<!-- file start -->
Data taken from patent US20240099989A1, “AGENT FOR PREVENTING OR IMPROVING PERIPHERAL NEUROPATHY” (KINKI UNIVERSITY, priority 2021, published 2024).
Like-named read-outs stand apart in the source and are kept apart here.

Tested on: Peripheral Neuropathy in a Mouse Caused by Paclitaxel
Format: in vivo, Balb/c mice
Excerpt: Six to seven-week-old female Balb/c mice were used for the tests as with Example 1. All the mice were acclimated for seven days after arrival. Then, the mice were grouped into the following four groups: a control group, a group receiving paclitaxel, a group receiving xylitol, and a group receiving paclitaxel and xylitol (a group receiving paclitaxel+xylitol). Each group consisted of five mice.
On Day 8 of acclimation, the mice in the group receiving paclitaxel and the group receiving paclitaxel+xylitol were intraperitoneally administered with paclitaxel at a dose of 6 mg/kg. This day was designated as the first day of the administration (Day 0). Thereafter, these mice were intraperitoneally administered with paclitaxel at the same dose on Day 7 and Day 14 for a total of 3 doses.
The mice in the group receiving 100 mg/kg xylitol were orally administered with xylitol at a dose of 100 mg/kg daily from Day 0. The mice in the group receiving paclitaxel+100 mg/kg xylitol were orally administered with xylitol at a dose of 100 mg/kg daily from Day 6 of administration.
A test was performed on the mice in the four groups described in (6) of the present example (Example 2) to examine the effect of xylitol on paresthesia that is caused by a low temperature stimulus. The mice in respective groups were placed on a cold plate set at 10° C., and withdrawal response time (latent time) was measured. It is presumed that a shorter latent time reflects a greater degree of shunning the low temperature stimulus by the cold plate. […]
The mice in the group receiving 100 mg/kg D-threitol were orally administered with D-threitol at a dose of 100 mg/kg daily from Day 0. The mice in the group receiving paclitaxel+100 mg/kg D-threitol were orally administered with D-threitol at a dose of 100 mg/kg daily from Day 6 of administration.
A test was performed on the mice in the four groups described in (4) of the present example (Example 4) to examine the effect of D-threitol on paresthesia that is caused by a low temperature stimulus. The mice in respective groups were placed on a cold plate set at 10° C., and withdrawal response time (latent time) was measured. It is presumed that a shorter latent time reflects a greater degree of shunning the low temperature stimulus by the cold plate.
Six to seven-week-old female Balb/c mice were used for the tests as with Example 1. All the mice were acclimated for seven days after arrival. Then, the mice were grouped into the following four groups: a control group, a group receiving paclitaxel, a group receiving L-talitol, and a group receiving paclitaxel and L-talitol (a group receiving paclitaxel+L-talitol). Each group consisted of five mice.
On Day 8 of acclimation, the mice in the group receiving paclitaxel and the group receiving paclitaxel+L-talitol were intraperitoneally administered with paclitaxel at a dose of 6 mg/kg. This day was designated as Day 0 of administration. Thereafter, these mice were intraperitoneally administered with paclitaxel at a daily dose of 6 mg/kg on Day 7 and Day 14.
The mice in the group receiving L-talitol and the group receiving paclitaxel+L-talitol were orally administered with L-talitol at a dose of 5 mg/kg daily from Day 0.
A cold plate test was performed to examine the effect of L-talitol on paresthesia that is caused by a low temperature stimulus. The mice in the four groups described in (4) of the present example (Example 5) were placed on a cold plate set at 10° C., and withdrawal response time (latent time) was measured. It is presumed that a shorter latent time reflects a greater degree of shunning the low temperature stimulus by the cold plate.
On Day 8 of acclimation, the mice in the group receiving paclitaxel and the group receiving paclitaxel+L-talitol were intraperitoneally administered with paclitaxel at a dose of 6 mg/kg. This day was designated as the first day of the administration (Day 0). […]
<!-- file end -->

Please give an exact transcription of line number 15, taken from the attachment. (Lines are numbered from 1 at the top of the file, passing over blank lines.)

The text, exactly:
On Day 8 of acclimation, the mice in the group receiving paclitaxel and the group receiving paclitaxel+L-talitol were intraperitoneally administered with paclitaxel at a dose of 6 mg/kg. This day was designated as the first day of the administration (Day 0). […]